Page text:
Well, I take that back. Why not highest? Like Mardi Gras floats, Halloween parades, Christmas lights, and roadside memorials, they are art of, by and for the people — in this case mostly young and cyber-savvy, not all of them male.
Little of this applies to Shopdropping, which is usually not collective. Although Shopdropping can be aligned to Appropriation Art, and like Swarms is seriously interventionist, the shopdropper is looking over his or her shoulder at the art world. I do not mean this as a condemnation, but as a description. Normal paradoxes therefore come into play and irony has its day.
When Flash Mobs swarm into stores and malls, they are not unrelated to Shopdropping. Context is all. An example would be the Shirtless Flash Mob, perpetuated by Charlie Todd’s ImprovEverywhere. On October 13, at Abercrombie & Fitch, Fifth Avenue, over 100 young men took off their shirts. Here we have an “author.” And we certainly have a critique of advertising and shopping.
Abercrombie is noted for its successful ads and photo-décor of hairless, bare-chested, gym-boys with perfect pecs. In the web-photos, the contrast between real guys and the homoerotic youths depicted in the Abercrombie campaign is telling. Unanswered, of course, is the question of why such depictions successfully sell clothes to young men of all persuasions. I guess for somewhat the same reasons that skinny fashion models sell clothes to women of all sizes. Who you REALLY are is not important, but who you want to be is what counts.
* * *
Shopdropping According to Jonathan Swift
Artists, I fear, have upon occasion Shopdropped their art into galleries and museums. Some are now wanted by the art police, some are in art jail, some are still getting away with it. I will not mention names.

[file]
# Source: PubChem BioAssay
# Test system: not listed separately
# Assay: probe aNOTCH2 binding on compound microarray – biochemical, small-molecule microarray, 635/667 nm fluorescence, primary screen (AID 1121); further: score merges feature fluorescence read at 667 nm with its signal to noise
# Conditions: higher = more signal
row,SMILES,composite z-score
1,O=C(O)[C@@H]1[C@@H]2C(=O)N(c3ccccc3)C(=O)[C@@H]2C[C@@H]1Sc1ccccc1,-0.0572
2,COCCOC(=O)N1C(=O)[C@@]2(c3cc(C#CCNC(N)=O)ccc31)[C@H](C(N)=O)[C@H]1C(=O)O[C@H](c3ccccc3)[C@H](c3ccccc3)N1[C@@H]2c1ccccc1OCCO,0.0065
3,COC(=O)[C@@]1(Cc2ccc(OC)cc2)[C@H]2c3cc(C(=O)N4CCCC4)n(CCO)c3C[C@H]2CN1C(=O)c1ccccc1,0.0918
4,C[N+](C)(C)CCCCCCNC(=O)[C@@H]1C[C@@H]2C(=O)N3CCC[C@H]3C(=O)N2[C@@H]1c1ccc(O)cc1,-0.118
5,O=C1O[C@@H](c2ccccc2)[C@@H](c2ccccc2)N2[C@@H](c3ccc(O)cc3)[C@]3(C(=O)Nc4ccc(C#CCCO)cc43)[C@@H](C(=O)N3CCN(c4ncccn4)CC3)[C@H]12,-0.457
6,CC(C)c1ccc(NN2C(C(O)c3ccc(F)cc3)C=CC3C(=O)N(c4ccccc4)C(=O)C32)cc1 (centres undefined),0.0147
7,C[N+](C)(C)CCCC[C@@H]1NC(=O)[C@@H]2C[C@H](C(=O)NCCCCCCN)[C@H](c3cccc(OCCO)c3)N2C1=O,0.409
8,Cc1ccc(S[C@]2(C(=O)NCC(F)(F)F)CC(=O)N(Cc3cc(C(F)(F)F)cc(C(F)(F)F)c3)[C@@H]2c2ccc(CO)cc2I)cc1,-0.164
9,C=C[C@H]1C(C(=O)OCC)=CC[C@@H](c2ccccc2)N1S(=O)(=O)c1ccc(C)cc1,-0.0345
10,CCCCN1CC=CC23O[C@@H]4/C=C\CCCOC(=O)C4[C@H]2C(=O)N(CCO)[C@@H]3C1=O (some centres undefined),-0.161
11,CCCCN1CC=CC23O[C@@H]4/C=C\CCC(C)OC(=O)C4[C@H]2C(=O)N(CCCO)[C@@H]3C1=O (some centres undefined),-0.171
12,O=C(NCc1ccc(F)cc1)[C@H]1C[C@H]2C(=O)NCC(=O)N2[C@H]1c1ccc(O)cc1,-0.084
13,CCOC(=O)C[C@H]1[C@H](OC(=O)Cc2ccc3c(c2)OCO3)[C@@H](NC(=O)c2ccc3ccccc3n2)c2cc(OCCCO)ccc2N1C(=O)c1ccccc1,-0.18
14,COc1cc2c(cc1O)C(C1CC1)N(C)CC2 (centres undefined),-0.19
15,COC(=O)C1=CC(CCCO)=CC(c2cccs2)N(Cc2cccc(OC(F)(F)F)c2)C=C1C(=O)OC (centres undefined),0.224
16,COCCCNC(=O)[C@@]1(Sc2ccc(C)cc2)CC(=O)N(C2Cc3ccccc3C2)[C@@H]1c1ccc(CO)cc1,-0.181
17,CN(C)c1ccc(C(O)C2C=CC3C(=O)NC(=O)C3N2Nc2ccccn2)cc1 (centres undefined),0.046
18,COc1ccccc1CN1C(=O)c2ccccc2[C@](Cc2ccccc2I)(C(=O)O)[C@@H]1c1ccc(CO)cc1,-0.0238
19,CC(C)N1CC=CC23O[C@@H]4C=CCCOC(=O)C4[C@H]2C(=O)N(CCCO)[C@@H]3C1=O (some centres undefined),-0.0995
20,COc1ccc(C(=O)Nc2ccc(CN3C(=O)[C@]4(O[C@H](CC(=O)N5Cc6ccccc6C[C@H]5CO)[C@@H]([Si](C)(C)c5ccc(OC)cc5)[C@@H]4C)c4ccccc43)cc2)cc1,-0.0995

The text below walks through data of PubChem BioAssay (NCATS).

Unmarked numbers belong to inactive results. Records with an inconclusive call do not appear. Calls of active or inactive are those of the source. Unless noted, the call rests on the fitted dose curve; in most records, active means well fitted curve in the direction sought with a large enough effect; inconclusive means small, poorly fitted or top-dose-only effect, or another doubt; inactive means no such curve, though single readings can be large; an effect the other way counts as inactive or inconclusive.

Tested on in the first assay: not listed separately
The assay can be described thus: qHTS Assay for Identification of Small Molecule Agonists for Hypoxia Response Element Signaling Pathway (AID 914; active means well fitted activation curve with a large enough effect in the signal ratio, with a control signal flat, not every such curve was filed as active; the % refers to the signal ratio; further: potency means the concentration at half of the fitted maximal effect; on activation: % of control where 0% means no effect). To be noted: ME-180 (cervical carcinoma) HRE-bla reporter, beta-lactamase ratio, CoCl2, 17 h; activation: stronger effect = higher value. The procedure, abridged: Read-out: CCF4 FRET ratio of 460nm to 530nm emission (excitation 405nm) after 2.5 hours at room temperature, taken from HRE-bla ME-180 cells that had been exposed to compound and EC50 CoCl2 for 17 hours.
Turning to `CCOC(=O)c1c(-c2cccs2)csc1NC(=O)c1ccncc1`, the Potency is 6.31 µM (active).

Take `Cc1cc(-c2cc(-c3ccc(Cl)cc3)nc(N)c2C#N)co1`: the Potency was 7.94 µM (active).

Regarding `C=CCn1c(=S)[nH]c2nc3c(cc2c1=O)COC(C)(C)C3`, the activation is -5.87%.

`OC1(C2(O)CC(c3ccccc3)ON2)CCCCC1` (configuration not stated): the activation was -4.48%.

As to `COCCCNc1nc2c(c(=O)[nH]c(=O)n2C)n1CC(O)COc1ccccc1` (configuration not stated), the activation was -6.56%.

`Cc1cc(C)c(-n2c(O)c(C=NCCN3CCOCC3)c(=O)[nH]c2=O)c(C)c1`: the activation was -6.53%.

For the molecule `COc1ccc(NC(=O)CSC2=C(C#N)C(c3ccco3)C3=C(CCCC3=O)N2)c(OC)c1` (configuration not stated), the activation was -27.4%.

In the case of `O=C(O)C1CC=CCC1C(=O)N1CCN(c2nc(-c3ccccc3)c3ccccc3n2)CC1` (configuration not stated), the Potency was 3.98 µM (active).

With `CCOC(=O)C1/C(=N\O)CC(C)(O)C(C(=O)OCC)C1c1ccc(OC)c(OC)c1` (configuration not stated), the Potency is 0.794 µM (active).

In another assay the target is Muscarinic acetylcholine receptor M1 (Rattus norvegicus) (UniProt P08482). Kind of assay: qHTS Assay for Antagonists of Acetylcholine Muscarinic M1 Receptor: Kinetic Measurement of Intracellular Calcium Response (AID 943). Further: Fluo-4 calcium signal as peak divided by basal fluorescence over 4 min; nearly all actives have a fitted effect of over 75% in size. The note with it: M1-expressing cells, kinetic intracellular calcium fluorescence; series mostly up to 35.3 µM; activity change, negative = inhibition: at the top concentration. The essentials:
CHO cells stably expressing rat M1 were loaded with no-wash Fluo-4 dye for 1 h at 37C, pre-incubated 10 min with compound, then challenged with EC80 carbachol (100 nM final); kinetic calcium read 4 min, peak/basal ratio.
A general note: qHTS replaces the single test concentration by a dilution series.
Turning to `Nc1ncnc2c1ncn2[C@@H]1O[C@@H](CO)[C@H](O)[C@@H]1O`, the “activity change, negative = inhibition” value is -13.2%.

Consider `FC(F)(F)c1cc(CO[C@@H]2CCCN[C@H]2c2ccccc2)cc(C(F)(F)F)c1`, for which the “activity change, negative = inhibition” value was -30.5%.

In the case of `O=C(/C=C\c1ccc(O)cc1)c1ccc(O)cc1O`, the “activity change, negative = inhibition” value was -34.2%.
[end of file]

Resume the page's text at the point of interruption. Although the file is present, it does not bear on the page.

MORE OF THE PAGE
In 1958, James Lee Byars (1932-97) debuted in New York City with a paperwork in an empty MoMA stairwell. Reportedly it only lasted a few hours and was approved by the highly respected curator, Dorothy Miller. Since it did not go through regulation channels and was unpublicized — but most likely went unseen by the public — is this an early example of Shopdropping?
And what do you with Giorgio de Chirico, who faked his own earlier work, “dropping” into the art market 18 backdated versions of his 1918 The Disquieting Muse? How do you handle a venerated abstractionist who delivered still-wet, freshened versions of his old paintings to his museum retrospective? Were these also just more sophisticated versions of Shopdropping?
Dots used to appear next to artworks. Red meant sold; half-a-red or a blue signified reserved. Now the truth can be told: some dots were fakes. This intervention — whether perpetrated by the artists themselves, gallerists, or strangers — must have gotten out of hand, because nowadays dots are nowhere to be seen. Maybe this is an effort to give art shops the aura once attached to museums.
I think the red dot system should be embraced again, but by art museums. Because exhibitions are expensive and government funding is scarce, most museums contract to keep a percentage of sales of artworks. In order to help museums with their bottom lines, I also suggest that price lists be readily available, just as New York State law requires of for-profit galleries.
FOR AN AUTOMATIC ARTOPIA ALERT WHEN NEW TEXTS ARE POSTED PLEASE CONTACT: email@example.com